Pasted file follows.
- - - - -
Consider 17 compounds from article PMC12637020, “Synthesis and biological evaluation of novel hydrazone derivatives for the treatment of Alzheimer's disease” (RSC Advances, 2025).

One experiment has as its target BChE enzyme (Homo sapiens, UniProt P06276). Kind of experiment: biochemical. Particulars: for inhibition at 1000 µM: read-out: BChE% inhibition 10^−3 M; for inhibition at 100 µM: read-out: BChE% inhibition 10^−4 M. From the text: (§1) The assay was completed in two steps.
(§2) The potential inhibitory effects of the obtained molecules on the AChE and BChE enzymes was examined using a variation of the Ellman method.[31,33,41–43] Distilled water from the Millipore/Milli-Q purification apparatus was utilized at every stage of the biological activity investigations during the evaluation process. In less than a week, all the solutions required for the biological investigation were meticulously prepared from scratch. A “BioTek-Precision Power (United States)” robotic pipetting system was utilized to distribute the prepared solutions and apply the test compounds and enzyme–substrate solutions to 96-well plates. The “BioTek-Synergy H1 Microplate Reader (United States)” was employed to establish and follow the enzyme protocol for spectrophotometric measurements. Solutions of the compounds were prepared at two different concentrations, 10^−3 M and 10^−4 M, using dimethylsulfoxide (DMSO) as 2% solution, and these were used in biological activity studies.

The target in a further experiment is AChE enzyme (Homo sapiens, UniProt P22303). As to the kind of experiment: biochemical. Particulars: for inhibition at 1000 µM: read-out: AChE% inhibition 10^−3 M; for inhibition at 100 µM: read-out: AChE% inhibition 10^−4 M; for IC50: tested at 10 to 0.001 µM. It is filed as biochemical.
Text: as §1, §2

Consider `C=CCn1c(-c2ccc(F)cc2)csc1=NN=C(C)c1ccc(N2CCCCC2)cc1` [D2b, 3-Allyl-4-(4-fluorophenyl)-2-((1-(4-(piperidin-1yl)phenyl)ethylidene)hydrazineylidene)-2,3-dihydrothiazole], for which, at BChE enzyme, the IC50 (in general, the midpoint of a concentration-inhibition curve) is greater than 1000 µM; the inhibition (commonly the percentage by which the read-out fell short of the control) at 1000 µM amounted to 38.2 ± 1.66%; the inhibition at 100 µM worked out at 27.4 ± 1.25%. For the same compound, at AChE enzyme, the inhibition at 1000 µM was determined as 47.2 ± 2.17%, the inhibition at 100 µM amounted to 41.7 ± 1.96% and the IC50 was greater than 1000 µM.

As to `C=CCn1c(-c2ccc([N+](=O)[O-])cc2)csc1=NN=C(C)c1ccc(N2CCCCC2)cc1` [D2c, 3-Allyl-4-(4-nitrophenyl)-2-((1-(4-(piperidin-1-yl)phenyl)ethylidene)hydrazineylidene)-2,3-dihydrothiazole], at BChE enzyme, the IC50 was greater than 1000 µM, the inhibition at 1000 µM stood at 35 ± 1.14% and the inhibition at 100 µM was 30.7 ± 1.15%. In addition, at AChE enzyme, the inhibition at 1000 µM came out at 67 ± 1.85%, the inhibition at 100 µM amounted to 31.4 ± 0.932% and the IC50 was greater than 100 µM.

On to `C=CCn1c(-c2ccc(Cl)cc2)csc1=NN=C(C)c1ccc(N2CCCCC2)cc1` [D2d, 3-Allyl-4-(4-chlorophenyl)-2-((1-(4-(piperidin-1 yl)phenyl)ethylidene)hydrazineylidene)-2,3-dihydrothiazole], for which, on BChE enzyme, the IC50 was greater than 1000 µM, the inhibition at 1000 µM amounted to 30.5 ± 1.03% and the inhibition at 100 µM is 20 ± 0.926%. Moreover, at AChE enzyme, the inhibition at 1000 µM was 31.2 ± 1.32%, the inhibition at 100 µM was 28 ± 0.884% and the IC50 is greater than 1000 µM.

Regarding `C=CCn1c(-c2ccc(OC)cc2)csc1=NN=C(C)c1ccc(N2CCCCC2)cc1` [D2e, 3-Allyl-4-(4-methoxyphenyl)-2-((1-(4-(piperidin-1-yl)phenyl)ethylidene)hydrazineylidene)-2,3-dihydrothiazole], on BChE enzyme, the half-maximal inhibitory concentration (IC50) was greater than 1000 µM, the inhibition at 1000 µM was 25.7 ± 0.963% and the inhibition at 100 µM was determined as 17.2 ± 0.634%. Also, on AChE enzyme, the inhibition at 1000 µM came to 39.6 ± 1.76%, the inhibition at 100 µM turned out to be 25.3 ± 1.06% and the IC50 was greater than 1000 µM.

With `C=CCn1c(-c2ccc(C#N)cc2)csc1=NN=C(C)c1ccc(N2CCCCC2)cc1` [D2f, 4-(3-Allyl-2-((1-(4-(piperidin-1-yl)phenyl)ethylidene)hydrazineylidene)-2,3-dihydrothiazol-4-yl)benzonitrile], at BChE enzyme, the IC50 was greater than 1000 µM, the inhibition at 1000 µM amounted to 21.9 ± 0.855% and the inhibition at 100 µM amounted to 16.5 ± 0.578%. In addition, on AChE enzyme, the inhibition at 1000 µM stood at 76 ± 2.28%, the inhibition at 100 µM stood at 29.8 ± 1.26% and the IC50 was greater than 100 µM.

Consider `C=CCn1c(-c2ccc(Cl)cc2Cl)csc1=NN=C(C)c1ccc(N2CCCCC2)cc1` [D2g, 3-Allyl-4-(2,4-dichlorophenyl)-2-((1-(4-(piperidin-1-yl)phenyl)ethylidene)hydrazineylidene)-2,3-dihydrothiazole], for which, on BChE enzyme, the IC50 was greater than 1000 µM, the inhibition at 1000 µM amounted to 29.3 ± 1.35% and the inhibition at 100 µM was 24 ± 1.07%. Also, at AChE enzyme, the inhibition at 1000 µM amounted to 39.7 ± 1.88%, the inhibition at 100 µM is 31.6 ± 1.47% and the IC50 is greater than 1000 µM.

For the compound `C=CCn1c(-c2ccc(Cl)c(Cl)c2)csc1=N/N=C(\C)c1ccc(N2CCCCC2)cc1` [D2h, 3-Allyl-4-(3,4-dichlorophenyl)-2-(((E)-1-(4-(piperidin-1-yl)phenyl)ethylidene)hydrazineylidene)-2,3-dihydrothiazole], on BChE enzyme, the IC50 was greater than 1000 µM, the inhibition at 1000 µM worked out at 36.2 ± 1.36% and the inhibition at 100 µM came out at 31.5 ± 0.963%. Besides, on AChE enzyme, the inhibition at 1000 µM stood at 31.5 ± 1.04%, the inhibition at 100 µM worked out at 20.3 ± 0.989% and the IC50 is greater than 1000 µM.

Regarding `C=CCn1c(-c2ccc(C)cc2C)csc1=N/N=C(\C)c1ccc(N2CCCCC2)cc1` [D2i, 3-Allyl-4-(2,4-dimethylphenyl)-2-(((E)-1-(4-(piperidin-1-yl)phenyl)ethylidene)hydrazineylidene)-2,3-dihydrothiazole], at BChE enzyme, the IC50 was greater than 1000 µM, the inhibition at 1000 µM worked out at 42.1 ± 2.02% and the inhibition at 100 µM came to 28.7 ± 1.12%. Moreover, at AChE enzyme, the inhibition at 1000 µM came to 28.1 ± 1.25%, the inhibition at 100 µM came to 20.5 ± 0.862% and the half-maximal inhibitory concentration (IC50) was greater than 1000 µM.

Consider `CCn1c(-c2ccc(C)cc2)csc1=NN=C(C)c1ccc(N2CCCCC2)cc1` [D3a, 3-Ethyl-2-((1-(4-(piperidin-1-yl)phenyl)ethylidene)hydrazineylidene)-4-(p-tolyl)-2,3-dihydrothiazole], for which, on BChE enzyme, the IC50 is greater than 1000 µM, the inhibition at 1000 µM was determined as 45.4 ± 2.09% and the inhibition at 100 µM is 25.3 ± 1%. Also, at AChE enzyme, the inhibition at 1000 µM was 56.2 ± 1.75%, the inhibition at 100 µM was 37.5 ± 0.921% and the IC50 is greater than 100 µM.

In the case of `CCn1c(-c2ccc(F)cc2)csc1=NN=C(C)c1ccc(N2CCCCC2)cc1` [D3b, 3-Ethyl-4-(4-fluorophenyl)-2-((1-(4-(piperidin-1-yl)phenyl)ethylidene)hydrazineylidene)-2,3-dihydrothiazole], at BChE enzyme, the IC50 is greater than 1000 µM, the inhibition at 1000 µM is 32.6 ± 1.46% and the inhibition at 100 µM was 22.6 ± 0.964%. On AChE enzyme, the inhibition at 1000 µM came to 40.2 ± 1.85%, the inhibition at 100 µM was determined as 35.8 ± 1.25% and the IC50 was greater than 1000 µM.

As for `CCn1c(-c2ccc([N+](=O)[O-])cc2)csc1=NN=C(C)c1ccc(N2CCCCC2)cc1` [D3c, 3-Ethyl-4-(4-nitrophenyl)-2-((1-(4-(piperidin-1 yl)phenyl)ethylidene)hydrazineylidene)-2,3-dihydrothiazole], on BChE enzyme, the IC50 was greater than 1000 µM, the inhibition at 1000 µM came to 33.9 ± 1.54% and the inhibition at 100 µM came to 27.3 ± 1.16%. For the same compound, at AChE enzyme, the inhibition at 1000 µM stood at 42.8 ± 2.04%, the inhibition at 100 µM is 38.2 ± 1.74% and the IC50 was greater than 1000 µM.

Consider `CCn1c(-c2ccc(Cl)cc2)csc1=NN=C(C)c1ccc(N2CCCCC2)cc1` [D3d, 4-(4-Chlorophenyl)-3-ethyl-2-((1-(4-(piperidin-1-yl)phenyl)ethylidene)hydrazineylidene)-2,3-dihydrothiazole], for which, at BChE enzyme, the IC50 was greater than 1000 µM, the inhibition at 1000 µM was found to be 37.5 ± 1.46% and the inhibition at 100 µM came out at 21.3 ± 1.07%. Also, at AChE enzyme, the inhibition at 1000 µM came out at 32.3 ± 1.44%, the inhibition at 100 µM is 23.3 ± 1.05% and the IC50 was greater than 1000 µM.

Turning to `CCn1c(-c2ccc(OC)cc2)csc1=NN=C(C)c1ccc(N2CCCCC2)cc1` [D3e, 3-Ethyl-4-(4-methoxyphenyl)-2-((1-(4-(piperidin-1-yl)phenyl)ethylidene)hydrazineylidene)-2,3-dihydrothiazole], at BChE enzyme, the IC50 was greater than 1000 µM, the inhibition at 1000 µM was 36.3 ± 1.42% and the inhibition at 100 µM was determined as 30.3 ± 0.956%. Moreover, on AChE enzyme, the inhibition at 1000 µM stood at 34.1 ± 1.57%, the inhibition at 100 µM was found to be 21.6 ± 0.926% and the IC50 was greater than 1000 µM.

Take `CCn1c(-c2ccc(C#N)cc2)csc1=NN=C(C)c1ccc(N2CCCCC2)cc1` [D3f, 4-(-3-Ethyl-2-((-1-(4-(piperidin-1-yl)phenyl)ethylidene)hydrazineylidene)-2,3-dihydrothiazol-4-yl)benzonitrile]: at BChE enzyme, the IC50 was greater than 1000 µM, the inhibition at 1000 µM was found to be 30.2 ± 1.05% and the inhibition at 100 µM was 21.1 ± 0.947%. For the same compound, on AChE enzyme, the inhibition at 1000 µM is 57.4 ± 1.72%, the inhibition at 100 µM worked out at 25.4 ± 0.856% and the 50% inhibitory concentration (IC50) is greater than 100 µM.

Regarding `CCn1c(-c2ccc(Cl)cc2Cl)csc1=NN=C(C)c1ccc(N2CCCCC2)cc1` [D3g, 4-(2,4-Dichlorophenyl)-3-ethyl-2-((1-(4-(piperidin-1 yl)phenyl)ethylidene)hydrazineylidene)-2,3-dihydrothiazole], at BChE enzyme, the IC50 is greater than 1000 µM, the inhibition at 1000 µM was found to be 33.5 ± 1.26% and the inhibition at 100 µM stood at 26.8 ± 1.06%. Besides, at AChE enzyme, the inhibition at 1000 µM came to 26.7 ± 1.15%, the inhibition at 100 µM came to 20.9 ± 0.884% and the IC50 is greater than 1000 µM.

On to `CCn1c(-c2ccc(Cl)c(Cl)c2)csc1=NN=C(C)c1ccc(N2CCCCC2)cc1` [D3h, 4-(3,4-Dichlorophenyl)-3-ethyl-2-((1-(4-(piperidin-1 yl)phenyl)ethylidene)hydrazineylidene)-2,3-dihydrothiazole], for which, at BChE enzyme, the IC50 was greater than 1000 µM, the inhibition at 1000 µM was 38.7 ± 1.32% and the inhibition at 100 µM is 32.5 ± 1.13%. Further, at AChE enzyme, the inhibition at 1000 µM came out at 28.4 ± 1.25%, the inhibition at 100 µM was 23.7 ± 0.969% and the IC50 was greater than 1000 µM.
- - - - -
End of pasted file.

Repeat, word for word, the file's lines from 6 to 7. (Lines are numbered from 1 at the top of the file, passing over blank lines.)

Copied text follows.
Consider `C=CCn1c(-c2ccc(F)cc2)csc1=NN=C(C)c1ccc(N2CCCCC2)cc1` [D2b, 3-Allyl-4-(4-fluorophenyl)-2-((1-(4-(piperidin-1yl)phenyl)ethylidene)hydrazineylidene)-2,3-dihydrothiazole], for which, at BChE enzyme, the IC50 (in general, the midpoint of a concentration-inhibition curve) is greater than 1000 µM; the inhibition (commonly the percentage by which the read-out fell short of the control) at 1000 µM amounted to 38.2 ± 1.66%; the inhibition at 100 µM worked out at 27.4 ± 1.25%. For the same compound, at AChE enzyme, the inhibition at 1000 µM was determined as 47.2 ± 2.17%, the inhibition at 100 µM amounted to 41.7 ± 1.96% and the IC50 was greater than 1000 µM.

As to `C=CCn1c(-c2ccc([N+](=O)[O-])cc2)csc1=NN=C(C)c1ccc(N2CCCCC2)cc1` [D2c, 3-Allyl-4-(4-nitrophenyl)-2-((1-(4-(piperidin-1-yl)phenyl)ethylidene)hydrazineylidene)-2,3-dihydrothiazole], at BChE enzyme, the IC50 was greater than 1000 µM, the inhibition at 1000 µM stood at 35 ± 1.14% and the inhibition at 100 µM was 30.7 ± 1.15%. In addition, at AChE enzyme, the inhibition at 1000 µM came out at 67 ± 1.85%, the inhibition at 100 µM amounted to 31.4 ± 0.932% and the IC50 was greater than 100 µM.